Drafting tools from an ancient ship and an 18th century map are among the items curated by children at St Mary's Island Primary school in Chatham
A Kent primary school has opened its own local history museum as part of a Government initiative linking The Royal Engineers Museum and Kent Police Museum.
Suresh Khanna, Deputy Lieutenant of Kent, opened the archive of stories and artefacts collected by pupils from St Mary’s Island Primary in a ceremony at the Medway school.
The two-month study of Chatham’s past was part of a joint Strategic Commissioning effort between the Department for Culture, Media and Sport and the Department for Children, Schools and Families, promoting collaborations between museums and educational institutions.
The Deputy Lieutenant of Kent launched the miniature museum
“The entire project was a joy to work on,” said Jeremy Kimmel, Events and Education Officer at the Royal Engineers Museum.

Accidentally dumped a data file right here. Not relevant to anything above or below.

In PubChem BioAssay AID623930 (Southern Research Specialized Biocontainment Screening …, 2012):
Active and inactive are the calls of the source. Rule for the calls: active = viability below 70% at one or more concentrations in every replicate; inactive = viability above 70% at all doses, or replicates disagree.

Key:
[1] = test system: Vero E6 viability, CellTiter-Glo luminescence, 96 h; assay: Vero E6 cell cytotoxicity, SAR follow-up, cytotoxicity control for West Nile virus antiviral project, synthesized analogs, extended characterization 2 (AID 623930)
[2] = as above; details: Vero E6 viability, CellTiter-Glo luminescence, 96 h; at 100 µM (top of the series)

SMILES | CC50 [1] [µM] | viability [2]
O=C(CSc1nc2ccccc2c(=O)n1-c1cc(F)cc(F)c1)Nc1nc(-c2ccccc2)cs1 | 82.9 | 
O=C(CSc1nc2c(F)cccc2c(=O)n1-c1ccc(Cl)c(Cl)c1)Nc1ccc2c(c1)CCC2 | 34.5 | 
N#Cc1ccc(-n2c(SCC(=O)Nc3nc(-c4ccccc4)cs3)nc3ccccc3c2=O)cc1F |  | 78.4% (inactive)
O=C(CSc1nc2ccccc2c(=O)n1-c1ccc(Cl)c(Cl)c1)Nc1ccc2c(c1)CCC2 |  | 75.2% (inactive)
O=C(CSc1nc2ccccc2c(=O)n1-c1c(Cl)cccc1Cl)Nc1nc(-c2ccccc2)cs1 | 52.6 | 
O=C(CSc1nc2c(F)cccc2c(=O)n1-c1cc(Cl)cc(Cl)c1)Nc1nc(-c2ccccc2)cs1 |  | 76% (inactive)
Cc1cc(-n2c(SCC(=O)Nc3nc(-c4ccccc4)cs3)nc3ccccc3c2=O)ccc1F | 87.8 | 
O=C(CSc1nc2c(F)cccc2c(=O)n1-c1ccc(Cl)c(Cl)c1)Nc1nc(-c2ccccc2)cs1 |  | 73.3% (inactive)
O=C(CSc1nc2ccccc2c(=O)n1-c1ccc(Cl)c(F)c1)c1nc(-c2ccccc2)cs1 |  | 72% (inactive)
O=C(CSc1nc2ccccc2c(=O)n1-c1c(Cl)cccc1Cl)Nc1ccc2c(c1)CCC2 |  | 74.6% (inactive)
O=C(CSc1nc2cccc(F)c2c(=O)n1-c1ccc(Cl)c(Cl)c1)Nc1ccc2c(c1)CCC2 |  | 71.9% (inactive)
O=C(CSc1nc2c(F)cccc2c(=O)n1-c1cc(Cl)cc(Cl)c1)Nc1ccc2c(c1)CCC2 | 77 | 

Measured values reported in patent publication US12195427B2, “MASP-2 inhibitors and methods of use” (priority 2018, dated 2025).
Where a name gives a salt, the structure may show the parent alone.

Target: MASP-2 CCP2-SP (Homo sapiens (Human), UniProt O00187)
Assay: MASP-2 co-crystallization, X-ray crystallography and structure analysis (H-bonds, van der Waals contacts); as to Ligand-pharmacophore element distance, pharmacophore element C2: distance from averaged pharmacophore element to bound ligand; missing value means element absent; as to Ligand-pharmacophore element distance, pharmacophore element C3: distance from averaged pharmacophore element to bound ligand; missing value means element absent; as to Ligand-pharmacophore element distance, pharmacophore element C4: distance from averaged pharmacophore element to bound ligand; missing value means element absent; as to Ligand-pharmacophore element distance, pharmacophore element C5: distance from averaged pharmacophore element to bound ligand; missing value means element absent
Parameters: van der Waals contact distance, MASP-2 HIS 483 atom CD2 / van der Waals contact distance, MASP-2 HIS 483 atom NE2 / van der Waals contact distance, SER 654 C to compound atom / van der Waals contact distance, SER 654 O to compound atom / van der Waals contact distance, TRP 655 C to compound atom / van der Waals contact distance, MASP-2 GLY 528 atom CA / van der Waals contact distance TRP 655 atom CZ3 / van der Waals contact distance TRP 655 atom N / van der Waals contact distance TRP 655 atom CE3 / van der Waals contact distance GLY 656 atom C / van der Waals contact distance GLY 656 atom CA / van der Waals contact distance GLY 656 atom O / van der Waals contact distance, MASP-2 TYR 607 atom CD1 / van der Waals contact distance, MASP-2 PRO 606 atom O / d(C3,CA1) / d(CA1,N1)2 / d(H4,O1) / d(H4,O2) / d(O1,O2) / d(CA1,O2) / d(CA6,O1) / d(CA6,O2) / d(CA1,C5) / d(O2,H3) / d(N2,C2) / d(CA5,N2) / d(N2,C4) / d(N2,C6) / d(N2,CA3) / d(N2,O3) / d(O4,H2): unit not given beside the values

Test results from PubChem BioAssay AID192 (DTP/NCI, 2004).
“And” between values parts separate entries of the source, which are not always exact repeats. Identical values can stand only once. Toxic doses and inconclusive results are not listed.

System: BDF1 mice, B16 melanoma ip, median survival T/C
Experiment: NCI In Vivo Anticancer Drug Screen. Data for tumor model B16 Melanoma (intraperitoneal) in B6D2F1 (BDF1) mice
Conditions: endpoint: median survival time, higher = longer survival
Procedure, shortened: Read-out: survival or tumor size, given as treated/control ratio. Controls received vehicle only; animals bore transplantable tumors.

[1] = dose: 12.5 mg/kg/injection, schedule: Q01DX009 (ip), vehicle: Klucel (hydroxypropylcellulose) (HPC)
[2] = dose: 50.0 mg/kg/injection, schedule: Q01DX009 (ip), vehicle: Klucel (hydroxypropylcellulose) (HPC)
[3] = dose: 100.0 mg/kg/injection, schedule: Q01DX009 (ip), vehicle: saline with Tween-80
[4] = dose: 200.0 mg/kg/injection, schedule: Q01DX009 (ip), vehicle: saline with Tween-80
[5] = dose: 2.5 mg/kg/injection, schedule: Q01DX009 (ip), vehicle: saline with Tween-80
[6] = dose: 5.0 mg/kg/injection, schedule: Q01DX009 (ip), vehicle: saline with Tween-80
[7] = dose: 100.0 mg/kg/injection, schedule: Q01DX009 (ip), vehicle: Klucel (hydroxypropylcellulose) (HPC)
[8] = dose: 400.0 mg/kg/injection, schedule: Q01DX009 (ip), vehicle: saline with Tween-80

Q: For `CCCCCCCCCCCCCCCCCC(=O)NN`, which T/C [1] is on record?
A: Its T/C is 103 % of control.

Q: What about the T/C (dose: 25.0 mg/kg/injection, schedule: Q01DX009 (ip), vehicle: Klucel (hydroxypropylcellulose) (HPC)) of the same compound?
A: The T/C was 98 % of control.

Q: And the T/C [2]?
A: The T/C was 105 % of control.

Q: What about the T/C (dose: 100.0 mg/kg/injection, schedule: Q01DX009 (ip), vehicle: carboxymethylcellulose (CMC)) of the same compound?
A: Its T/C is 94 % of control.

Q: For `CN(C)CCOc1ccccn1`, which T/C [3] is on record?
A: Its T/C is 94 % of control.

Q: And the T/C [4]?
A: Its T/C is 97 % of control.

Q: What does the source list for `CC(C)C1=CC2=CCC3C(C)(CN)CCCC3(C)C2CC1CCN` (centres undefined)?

“It was a great experience for the museums, in that we got to work more closely with one group of students instead of just on a very short-term basis. Projects like this one are the way forward for education departments in museums around the country.”
Pupils were allowed access behind the scenes at the museums
The exhibition includes drafting tools used in the design of HMS Ocelet, an 18th century map of St Mary’s Island before it became part of the Chatham Dockyard and rare gems from both museums.
Students worked with curators, directors, archivists and librarians behind the scenes, learning how to take care of objects and describe history to the public.
The forage has been funded by public bodies including the DCMS and the DCFS
“It’s very reassuring to see that the Museums, Libraries and Archives Council and DCMS and DCSF are willing to support these schemes,” added Kimmel.
“I look forward to our continuing work with the school and to working with the Strategic Commissioning programme again in the future.”